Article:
How to deal with non-paying clients

Sometimes a slow paying client becomes a non-paying client, either because they’re ignoring your requests for payment, or they’re disputing the quality of your work. This isn’t fun as a freelancer and it can feel like you’re David against Goliath. The good news is, David won. Let’s take a look at how to deal with customers who refuse to pay you.

Take payment upfront

Want to avoid not getting paid in the first place? Plenty of freelance designers will take 50% of the project cost upfront with the outstanding amount due on completion. Some will even take 100% up front.

 

Of course, unless you’re taking all the money up front you might still end up in a dispute with a non-paying client, but at least you’re not out of pocket by as much.

Try to resolve the dispute first

The vast majority of the time a non-paying client is withholding payment for a reason — even if you don’t think it’s a very good one. The best place to start is to try and resolve that dispute. If you can come to a reasonable compromise on how to move forward, hopefully you can avoid having to take legal action.

 

This can be difficult to swallow, especially when it feels like the client is being unreasonable, but it’s infinitely preferable to having to go to court. You can always choose to cease working with the company or individual once the invoice is settled if necessary.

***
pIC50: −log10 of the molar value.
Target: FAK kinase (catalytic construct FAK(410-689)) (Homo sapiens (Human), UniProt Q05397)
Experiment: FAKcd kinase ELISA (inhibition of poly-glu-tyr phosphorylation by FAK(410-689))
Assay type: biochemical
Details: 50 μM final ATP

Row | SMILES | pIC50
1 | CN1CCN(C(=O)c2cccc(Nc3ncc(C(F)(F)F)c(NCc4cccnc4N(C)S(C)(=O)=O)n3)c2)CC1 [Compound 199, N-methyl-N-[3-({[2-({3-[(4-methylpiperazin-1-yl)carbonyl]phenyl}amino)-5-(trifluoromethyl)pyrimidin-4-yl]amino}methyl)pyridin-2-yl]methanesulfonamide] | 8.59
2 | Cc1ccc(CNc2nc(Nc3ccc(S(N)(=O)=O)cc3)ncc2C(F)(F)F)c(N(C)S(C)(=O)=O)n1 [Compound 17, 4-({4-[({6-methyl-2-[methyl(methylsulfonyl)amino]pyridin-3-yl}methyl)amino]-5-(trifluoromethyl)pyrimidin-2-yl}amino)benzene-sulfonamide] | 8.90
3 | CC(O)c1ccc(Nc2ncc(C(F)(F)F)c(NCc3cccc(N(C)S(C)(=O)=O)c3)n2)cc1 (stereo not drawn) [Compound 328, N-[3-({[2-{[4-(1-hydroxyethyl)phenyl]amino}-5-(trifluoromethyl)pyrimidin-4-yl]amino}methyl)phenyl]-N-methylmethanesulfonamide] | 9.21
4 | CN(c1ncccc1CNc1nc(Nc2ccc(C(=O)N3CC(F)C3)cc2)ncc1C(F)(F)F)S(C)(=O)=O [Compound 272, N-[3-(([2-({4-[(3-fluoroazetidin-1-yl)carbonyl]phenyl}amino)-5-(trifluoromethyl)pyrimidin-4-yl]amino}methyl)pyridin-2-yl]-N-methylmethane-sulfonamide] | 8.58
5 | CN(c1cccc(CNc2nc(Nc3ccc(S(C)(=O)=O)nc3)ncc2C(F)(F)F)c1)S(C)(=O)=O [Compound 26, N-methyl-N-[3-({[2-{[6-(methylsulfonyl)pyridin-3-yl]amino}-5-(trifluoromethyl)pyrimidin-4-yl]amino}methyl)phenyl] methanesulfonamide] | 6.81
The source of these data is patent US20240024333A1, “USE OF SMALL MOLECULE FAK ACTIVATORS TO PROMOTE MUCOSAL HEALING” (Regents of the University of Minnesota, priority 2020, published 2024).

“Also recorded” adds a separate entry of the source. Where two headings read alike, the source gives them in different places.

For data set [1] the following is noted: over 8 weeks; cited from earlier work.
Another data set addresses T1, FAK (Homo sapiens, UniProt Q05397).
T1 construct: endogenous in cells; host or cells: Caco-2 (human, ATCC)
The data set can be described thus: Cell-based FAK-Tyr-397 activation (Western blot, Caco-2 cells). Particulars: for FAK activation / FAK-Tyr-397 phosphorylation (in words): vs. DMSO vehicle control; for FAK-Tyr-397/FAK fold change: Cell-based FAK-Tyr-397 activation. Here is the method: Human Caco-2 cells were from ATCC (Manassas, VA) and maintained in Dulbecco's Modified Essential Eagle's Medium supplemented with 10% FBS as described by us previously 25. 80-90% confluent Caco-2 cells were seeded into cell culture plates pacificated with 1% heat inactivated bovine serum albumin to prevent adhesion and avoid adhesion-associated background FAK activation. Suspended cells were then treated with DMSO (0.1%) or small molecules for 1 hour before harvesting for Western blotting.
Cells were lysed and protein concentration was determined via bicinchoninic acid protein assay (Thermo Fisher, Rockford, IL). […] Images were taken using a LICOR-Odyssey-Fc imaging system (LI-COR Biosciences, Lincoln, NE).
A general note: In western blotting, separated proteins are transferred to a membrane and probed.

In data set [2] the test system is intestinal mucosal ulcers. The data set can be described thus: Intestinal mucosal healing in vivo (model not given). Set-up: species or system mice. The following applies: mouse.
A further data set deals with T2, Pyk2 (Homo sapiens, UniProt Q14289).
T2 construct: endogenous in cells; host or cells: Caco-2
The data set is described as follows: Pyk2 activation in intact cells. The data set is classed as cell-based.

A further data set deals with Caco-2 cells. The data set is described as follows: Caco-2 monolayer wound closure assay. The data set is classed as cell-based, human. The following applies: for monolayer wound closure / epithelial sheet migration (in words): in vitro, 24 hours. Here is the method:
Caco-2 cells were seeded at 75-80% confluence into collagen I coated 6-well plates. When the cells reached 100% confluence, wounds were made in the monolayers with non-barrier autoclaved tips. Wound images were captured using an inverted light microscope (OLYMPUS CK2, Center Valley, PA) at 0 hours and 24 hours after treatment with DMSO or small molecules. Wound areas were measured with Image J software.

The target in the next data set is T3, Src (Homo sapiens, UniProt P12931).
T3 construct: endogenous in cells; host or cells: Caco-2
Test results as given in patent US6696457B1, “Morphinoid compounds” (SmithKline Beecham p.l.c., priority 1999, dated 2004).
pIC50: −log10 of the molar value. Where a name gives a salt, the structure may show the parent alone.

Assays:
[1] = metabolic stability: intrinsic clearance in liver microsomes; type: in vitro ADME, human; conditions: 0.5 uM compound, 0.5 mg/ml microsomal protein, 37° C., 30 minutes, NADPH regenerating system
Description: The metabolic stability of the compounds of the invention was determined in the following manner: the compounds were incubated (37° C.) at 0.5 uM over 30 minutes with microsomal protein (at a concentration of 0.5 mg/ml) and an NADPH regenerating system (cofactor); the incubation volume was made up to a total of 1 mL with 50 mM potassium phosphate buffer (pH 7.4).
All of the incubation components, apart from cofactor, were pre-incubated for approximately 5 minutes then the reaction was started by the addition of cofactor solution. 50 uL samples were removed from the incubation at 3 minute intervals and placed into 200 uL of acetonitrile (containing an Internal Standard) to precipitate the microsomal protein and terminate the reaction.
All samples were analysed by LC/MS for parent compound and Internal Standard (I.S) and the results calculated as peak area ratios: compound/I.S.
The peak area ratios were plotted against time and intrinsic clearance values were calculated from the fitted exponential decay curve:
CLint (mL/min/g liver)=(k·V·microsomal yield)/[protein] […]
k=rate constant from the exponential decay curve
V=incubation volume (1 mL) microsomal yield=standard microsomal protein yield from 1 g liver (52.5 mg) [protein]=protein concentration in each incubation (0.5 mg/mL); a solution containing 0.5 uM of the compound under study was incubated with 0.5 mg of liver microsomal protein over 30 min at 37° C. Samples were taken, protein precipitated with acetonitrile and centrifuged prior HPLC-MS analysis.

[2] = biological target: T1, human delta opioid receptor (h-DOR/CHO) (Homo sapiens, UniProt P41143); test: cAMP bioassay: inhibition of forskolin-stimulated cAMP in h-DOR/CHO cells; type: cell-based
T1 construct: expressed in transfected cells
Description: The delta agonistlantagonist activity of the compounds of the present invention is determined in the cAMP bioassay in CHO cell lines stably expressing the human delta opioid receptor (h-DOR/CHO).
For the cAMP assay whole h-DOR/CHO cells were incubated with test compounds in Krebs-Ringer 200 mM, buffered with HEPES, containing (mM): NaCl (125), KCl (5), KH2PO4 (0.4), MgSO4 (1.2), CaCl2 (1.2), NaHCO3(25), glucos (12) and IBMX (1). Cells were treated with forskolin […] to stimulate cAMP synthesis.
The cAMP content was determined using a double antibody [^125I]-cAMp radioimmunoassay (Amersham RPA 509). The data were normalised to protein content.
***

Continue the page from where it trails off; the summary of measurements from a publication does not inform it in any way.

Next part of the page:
Send a ‘Letter Before Action’

A ‘Letter Before Action’ is the last move before actually initiating legal action. The purpose of the letter is to make it clear to the client that you intend to pursue legal action if they continue to fail to pay.

 

You should always send a Letter Before Action ahead of launching legal proceedings. Courts in England and Wales encourage both parties to try and resolve disputes at an early stage, and if it looks like you’ve jumped to litigation too quickly, it could significantly harm your chances in court.

 

A Letter Before Action isn’t expensive though, and you can get one from a solicitor for around £10-20.

Get advice

Most solicitors will offer a short initial consultation for free or a small fixed fee, but their advice can be invaluable. They’ll be able to give you an idea of what legal action will work best for your situation and help you avoid making any mistakes in those early stages.